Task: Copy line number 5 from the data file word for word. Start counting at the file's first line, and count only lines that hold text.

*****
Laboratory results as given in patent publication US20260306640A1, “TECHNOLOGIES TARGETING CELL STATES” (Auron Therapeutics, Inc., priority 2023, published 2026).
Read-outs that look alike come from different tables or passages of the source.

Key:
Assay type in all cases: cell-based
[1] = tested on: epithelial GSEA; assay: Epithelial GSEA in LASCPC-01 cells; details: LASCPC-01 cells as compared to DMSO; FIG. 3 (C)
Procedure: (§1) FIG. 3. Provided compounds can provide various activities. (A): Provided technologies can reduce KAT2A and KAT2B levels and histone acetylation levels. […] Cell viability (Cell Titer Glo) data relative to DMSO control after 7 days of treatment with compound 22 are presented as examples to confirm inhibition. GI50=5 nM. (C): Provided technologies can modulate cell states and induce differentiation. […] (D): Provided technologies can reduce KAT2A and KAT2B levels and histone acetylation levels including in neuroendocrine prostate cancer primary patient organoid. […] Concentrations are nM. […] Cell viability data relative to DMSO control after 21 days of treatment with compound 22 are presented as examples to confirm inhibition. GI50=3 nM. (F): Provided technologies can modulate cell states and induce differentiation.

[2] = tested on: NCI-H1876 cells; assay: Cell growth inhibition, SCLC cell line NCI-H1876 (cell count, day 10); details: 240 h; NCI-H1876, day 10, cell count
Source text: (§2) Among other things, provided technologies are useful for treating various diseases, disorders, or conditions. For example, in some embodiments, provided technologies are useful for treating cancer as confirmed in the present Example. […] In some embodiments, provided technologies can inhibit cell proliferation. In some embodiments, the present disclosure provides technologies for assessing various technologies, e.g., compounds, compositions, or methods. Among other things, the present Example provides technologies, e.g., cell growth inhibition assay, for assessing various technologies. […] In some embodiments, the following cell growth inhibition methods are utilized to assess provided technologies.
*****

[1] = tested on: epithelial GSEA; assay: Epithelial GSEA in LASCPC-01 cells; details: LASCPC-01 cells as compared to DMSO; FIG. 3 (C)